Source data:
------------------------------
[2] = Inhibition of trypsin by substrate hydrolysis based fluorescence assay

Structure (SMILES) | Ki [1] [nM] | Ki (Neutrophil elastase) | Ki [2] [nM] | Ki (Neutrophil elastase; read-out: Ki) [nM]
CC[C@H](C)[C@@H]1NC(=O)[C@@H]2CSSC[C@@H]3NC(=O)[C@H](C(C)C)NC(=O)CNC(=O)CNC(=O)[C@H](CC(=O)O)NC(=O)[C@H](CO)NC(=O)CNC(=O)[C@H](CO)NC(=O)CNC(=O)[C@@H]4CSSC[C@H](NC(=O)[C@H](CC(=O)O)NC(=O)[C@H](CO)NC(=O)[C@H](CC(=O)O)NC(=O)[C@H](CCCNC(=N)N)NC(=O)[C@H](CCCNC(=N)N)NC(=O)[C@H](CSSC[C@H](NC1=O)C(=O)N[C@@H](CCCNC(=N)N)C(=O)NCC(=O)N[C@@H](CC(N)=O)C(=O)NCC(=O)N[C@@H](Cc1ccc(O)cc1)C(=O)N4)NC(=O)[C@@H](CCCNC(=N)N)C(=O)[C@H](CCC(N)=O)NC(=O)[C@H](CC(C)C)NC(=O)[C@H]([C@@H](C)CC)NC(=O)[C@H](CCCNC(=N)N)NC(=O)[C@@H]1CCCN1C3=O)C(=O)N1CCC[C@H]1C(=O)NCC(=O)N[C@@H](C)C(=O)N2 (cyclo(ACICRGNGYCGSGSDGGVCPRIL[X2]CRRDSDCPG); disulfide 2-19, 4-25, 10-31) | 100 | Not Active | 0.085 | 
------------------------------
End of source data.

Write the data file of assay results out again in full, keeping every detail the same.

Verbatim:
[2] = Inhibition of trypsin by substrate hydrolysis based fluorescence assay

Structure (SMILES) | Ki [1] [nM] | Ki (Neutrophil elastase) | Ki [2] [nM] | Ki (Neutrophil elastase; read-out: Ki) [nM]
CC[C@H](C)[C@@H]1NC(=O)[C@@H]2CSSC[C@@H]3NC(=O)[C@H](C(C)C)NC(=O)CNC(=O)CNC(=O)[C@H](CC(=O)O)NC(=O)[C@H](CO)NC(=O)CNC(=O)[C@H](CO)NC(=O)CNC(=O)[C@@H]4CSSC[C@H](NC(=O)[C@H](CC(=O)O)NC(=O)[C@H](CO)NC(=O)[C@H](CC(=O)O)NC(=O)[C@H](CCCNC(=N)N)NC(=O)[C@H](CCCNC(=N)N)NC(=O)[C@H](CSSC[C@H](NC1=O)C(=O)N[C@@H](CCCNC(=N)N)C(=O)NCC(=O)N[C@@H](CC(N)=O)C(=O)NCC(=O)N[C@@H](Cc1ccc(O)cc1)C(=O)N4)NC(=O)[C@@H](CCCNC(=N)N)C(=O)[C@H](CCC(N)=O)NC(=O)[C@H](CC(C)C)NC(=O)[C@H]([C@@H](C)CC)NC(=O)[C@H](CCCNC(=N)N)NC(=O)[C@@H]1CCCN1C3=O)C(=O)N1CCC[C@H]1C(=O)NCC(=O)N[C@@H](C)C(=O)N2 (cyclo(ACICRGNGYCGSGSDGGVCPRIL[X2]CRRDSDCPG); disulfide 2-19, 4-25, 10-31) | 100 | Not Active | 0.085 | 